my take on lust for life


(btw, NSFW and all that.)

New Directions

grant wentzel new directions

I’ve been off on a new project, the convergence of three things:

Number Uno:  My most reliable source of blog content — and deepest font of blessedly (self)righteous opinion — is the record review.  However, I know a lot other guys that already do that, and do so better than me.  Some of them even get paid.  Fellas, it’s better left in your professional hands.

Number Dos:  I gotta cut some new chops.  I once had a band that kept me on my musical toes, or at least propped up, consistently.  We aspired to a “monkeys on crack” level of showmanship, which meant knowing the songs so well that you can play while launching off the drum riser and dodging another crushed can of PBR.  Now I play mostly at church.  This is a very fine thing to do, and something I really enjoy.   However, the lazy in me finds a holy host of excuses to fall back on the same fills and sonic variations.  I don’t push myself like I used to, but it is easier on the knees.

Number The Tré:  I love recording.  The blinking beacon of the red record button continues to call, though I have no business getting my sticky fingers anywhere near it.  But like anything, the only way to get better is to practice.  Furthermore, nothing illuminates the flaws in your performance like a nice crispy playback.  You gotta play tight or it will never sound right.  (Unless you want to spend the rest of the day tweaking away via software, but where’s the joy in that?)  Recording forces me to dig in and really listen to what’s going on and what I’m doing wrong.

So here’s the plan:  Instead of stitching my thread-bare opinions to the tails of better-said observations, I’ll be firing up the amps and covering something from whatever I happen to be digging on.   Hopefully, I’ll be learning something in the process.  So strap on the headphones and warm up the hi-fi:  You might enjoy it too!

Another Ditty: Highway 29

grant wentzel highway 29

I’m still enjoying the recording toys and popped this together last night.

Why record it? To try out two things:  1) drum loops  & 2) midi keys.  Why post it to the internet?  Well, if an mp3 falls in the woods and no one is there to hear it…  What’s it all about?  Interstate 29 runs through Sioux Falls and takes you South.   Need I say more?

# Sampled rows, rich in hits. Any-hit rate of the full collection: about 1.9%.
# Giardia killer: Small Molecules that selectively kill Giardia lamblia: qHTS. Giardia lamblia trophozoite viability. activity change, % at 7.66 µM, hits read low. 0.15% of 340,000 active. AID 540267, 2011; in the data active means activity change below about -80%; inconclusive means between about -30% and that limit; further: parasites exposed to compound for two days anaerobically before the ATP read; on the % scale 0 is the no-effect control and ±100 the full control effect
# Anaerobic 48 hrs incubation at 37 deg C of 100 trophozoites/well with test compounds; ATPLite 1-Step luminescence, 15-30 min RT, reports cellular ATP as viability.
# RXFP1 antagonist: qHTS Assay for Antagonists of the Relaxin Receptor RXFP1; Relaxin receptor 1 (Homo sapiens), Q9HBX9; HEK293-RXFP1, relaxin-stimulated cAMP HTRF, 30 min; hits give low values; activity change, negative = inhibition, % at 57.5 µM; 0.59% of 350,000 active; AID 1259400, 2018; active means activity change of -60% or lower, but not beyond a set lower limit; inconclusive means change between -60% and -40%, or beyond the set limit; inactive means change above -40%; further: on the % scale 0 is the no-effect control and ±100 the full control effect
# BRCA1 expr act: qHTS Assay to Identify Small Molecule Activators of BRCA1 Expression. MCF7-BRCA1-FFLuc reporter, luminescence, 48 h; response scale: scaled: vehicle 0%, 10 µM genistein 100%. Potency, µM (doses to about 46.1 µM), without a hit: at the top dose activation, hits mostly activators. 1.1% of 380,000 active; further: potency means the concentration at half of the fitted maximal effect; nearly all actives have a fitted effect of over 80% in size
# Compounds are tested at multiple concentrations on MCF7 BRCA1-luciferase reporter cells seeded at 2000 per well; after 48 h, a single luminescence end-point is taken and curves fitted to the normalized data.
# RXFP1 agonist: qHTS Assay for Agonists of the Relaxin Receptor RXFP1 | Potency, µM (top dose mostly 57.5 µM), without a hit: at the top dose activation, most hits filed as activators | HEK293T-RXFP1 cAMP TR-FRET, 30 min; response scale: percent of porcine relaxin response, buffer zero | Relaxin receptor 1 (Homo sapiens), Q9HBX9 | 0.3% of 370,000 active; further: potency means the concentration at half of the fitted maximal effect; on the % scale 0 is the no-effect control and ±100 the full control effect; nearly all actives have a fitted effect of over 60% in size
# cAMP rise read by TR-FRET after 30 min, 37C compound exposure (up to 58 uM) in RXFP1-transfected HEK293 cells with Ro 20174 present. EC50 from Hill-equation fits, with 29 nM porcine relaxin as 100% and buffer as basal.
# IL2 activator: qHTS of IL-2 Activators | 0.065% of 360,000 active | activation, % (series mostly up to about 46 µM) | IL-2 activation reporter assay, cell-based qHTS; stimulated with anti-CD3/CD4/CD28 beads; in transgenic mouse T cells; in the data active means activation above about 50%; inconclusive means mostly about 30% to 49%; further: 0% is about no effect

New Toys for Tunage

As you may have noticed, Christmas came again this year. Every time jolly old St. Nick makes his rounds, I feel the urge to justify a little strummable splurge.  But it’s getting harder. Not that I have any sort of exceptional collection of equipment, but I’ve got the bases covered with a stack of useful, if b-level, gear.  Any more and moth and rust will corrupt it all faster than I can.  So this year it came down to this little 20-dollar wonder:  The Cut-Capo.

So far I’ve found it useful for two things:  Opening up alternate (and somewhat simplified) fingerings to give the old folk-chord voicings a new flair.  And for rolling picking patterns up-and-down the neck, which sonically nicks Mr. Drake and makes me want to grow my hair long a take a ride on the free love freeway, preferably in the UK, in an Aston Martin.

Here’s a half-written experiment of the above. It started sort of Nick Drake, took a lyrical turn south, but came back around with a little Eno-y electric.  I haven’t attempted to put notes and words together for the better part of 10 years, so I consider anything at all to be a success.  Just give me a chorus and a dose of the auto-tune and soon we’ll soon be making rock-and-roll history!

Proof Of Concept Two: Heil Herr Rudolf

Grant Wentzel Rudolf

While finding my way back to the comforting camaraderie of the Island Of Misfit Toys, I recorded this.  It’s got the kids and everything.   Grandma’s gonna love it, but I’m still a few miles away from having a handle on the details of eq’ing, mixing, mastering, mic placement and the like.  Still, an encouraging start none-the-less!

Proof Of Concept

Grant Wentzel Recording

For a few years now I’ve been collecting wee bits of recording equipment with the hope — the dream — nay, the phantasy — that one day I’d have the time and the setup to do a little knob-twiddling in the comfort of my own home.

Between computer crashes and other dreary responsibilities the opportunity never knocked.  Until now.  Christmas fast approaches and Grandma wants a little something by which to remember the grandkids, such as a CD of Ben’s violin virtuosity and Mia’s creative interpretations of the Rogers & Hammerstein canon.   Ah!  Time to get to work!

Anyway, today for the first time the equipment functioned as it should.  Thus, I offer you this one-take wonder.  Next time I’ll pay attention to those typical tropes of Timing, Tempo, and Tuning, but for now I’m just having fun.